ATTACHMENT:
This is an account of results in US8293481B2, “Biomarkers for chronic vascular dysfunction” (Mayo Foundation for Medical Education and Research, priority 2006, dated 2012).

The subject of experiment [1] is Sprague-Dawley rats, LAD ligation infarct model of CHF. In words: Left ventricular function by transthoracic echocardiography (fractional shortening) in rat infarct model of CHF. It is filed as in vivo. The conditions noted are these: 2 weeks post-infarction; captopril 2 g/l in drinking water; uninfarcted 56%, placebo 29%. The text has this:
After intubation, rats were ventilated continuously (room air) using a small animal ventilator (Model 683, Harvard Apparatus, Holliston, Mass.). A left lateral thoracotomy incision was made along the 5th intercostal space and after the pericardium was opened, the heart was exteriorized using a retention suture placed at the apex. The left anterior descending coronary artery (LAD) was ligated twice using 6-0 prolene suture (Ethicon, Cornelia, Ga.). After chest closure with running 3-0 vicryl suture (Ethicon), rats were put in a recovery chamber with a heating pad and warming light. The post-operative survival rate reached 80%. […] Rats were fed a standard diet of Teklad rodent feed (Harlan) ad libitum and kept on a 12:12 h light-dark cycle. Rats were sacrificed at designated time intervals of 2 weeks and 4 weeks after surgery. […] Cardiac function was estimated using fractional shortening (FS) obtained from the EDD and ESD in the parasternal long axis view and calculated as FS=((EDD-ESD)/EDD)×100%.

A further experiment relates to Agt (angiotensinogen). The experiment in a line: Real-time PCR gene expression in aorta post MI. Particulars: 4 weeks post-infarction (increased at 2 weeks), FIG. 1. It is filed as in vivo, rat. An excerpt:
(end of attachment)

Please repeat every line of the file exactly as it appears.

This is an account of results in US8293481B2, “Biomarkers for chronic vascular dysfunction” (Mayo Foundation for Medical Education and Research, priority 2006, dated 2012).

The subject of experiment [1] is Sprague-Dawley rats, LAD ligation infarct model of CHF. In words: Left ventricular function by transthoracic echocardiography (fractional shortening) in rat infarct model of CHF. It is filed as in vivo. The conditions noted are these: 2 weeks post-infarction; captopril 2 g/l in drinking water; uninfarcted 56%, placebo 29%. The text has this:
After intubation, rats were ventilated continuously (room air) using a small animal ventilator (Model 683, Harvard Apparatus, Holliston, Mass.). A left lateral thoracotomy incision was made along the 5th intercostal space and after the pericardium was opened, the heart was exteriorized using a retention suture placed at the apex. The left anterior descending coronary artery (LAD) was ligated twice using 6-0 prolene suture (Ethicon, Cornelia, Ga.). After chest closure with running 3-0 vicryl suture (Ethicon), rats were put in a recovery chamber with a heating pad and warming light. The post-operative survival rate reached 80%. […] Rats were fed a standard diet of Teklad rodent feed (Harlan) ad libitum and kept on a 12:12 h light-dark cycle. Rats were sacrificed at designated time intervals of 2 weeks and 4 weeks after surgery. […] Cardiac function was estimated using fractional shortening (FS) obtained from the EDD and ESD in the parasternal long axis view and calculated as FS=((EDD-ESD)/EDD)×100%.

A further experiment relates to Agt (angiotensinogen). The experiment in a line: Real-time PCR gene expression in aorta post MI. Particulars: 4 weeks post-infarction (increased at 2 weeks), FIG. 1. It is filed as in vivo, rat. An excerpt: